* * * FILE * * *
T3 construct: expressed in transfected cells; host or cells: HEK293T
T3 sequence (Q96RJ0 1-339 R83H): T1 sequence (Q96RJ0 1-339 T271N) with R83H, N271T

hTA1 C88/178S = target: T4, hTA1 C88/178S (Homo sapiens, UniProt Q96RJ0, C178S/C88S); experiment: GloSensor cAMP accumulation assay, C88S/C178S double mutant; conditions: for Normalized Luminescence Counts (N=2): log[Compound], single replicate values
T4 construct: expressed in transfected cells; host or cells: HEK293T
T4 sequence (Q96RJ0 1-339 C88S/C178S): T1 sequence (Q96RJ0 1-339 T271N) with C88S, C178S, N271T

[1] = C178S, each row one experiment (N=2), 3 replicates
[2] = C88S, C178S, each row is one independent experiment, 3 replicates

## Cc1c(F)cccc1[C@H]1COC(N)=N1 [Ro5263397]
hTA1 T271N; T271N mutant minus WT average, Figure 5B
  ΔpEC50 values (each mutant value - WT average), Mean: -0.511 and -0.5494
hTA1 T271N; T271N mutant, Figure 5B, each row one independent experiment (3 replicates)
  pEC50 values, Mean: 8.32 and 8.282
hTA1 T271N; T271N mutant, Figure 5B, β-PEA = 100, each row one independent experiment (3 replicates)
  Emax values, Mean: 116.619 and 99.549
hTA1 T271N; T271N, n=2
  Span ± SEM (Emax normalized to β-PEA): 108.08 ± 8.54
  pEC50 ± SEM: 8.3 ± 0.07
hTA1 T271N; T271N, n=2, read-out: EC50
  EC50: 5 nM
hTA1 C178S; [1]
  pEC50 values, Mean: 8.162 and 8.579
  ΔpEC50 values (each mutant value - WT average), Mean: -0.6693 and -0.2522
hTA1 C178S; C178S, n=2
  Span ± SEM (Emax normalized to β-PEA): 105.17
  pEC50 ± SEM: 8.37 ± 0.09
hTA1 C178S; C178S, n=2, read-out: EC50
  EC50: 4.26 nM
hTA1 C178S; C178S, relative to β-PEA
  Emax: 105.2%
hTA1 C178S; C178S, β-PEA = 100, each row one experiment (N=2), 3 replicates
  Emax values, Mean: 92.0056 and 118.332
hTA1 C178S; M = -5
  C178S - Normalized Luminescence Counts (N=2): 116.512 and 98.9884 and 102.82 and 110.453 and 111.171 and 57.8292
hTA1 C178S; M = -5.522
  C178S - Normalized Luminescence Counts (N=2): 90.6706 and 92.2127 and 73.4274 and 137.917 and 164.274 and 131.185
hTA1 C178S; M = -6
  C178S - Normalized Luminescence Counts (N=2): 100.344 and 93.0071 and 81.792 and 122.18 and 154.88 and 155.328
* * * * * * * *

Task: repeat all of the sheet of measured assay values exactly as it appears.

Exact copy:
T3 construct: expressed in transfected cells; host or cells: HEK293T
T3 sequence (Q96RJ0 1-339 R83H): T1 sequence (Q96RJ0 1-339 T271N) with R83H, N271T

hTA1 C88/178S = target: T4, hTA1 C88/178S (Homo sapiens, UniProt Q96RJ0, C178S/C88S); experiment: GloSensor cAMP accumulation assay, C88S/C178S double mutant; conditions: for Normalized Luminescence Counts (N=2): log[Compound], single replicate values
T4 construct: expressed in transfected cells; host or cells: HEK293T
T4 sequence (Q96RJ0 1-339 C88S/C178S): T1 sequence (Q96RJ0 1-339 T271N) with C88S, C178S, N271T

[1] = C178S, each row one experiment (N=2), 3 replicates
[2] = C88S, C178S, each row is one independent experiment, 3 replicates

## Cc1c(F)cccc1[C@H]1COC(N)=N1 [Ro5263397]
hTA1 T271N; T271N mutant minus WT average, Figure 5B
  ΔpEC50 values (each mutant value - WT average), Mean: -0.511 and -0.5494
hTA1 T271N; T271N mutant, Figure 5B, each row one independent experiment (3 replicates)
  pEC50 values, Mean: 8.32 and 8.282
hTA1 T271N; T271N mutant, Figure 5B, β-PEA = 100, each row one independent experiment (3 replicates)
  Emax values, Mean: 116.619 and 99.549
hTA1 T271N; T271N, n=2
  Span ± SEM (Emax normalized to β-PEA): 108.08 ± 8.54
  pEC50 ± SEM: 8.3 ± 0.07
hTA1 T271N; T271N, n=2, read-out: EC50
  EC50: 5 nM
hTA1 C178S; [1]
  pEC50 values, Mean: 8.162 and 8.579
  ΔpEC50 values (each mutant value - WT average), Mean: -0.6693 and -0.2522
hTA1 C178S; C178S, n=2
  Span ± SEM (Emax normalized to β-PEA): 105.17
  pEC50 ± SEM: 8.37 ± 0.09
hTA1 C178S; C178S, n=2, read-out: EC50
  EC50: 4.26 nM
hTA1 C178S; C178S, relative to β-PEA
  Emax: 105.2%
hTA1 C178S; C178S, β-PEA = 100, each row one experiment (N=2), 3 replicates
  Emax values, Mean: 92.0056 and 118.332
hTA1 C178S; M = -5
  C178S - Normalized Luminescence Counts (N=2): 116.512 and 98.9884 and 102.82 and 110.453 and 111.171 and 57.8292
hTA1 C178S; M = -5.522
  C178S - Normalized Luminescence Counts (N=2): 90.6706 and 92.2127 and 73.4274 and 137.917 and 164.274 and 131.185
hTA1 C178S; M = -6
  C178S - Normalized Luminescence Counts (N=2): 100.344 and 93.0071 and 81.792 and 122.18 and 154.88 and 155.328